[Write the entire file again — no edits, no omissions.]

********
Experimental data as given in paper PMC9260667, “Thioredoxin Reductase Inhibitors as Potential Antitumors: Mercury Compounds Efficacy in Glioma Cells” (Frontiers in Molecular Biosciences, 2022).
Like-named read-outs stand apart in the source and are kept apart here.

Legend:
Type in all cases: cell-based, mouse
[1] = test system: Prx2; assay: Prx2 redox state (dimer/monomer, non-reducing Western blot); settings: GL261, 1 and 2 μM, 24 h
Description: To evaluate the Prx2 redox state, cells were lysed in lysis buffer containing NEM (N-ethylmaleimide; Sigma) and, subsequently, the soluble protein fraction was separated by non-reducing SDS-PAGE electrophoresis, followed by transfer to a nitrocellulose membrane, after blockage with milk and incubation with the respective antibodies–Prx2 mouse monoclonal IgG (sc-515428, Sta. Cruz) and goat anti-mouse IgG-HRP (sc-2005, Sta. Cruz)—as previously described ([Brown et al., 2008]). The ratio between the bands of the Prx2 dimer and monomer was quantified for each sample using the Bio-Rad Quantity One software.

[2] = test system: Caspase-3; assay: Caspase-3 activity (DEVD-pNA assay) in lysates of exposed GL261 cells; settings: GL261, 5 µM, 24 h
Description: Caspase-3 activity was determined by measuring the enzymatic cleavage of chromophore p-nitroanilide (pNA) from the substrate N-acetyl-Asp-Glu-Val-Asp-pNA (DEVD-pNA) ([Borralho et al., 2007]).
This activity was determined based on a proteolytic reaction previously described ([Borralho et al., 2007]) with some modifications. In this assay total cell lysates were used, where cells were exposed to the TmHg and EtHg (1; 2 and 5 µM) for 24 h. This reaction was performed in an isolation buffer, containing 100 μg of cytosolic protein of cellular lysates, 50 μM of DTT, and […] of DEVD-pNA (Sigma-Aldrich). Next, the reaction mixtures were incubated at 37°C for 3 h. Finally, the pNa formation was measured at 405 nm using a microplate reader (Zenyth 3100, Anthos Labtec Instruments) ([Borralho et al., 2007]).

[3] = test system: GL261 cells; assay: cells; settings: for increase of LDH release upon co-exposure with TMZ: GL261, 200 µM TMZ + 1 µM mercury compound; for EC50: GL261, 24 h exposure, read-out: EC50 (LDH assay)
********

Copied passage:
Experimental data as given in paper PMC9260667, “Thioredoxin Reductase Inhibitors as Potential Antitumors: Mercury Compounds Efficacy in Glioma Cells” (Frontiers in Molecular Biosciences, 2022).
Like-named read-outs stand apart in the source and are kept apart here.

Legend:
Type in all cases: cell-based, mouse
[1] = test system: Prx2; assay: Prx2 redox state (dimer/monomer, non-reducing Western blot); settings: GL261, 1 and 2 μM, 24 h
Description: To evaluate the Prx2 redox state, cells were lysed in lysis buffer containing NEM (N-ethylmaleimide; Sigma) and, subsequently, the soluble protein fraction was separated by non-reducing SDS-PAGE electrophoresis, followed by transfer to a nitrocellulose membrane, after blockage with milk and incubation with the respective antibodies–Prx2 mouse monoclonal IgG (sc-515428, Sta. Cruz) and goat anti-mouse IgG-HRP (sc-2005, Sta. Cruz)—as previously described ([Brown et al., 2008]). The ratio between the bands of the Prx2 dimer and monomer was quantified for each sample using the Bio-Rad Quantity One software.

[2] = test system: Caspase-3; assay: Caspase-3 activity (DEVD-pNA assay) in lysates of exposed GL261 cells; settings: GL261, 5 µM, 24 h
Description: Caspase-3 activity was determined by measuring the enzymatic cleavage of chromophore p-nitroanilide (pNA) from the substrate N-acetyl-Asp-Glu-Val-Asp-pNA (DEVD-pNA) ([Borralho et al., 2007]).
This activity was determined based on a proteolytic reaction previously described ([Borralho et al., 2007]) with some modifications. In this assay total cell lysates were used, where cells were exposed to the TmHg and EtHg (1; 2 and 5 µM) for 24 h. This reaction was performed in an isolation buffer, containing 100 μg of cytosolic protein of cellular lysates, 50 μM of DTT, and […] of DEVD-pNA (Sigma-Aldrich). Next, the reaction mixtures were incubated at 37°C for 3 h. Finally, the pNa formation was measured at 405 nm using a microplate reader (Zenyth 3100, Anthos Labtec Instruments) ([Borralho et al., 2007]).

[3] = test system: GL261 cells; assay: cells; settings: for increase of LDH release upon co-exposure with TMZ: GL261, 200 µM TMZ + 1 µM mercury compound; for EC50: GL261, 24 h exposure, read-out: EC50 (LDH assay)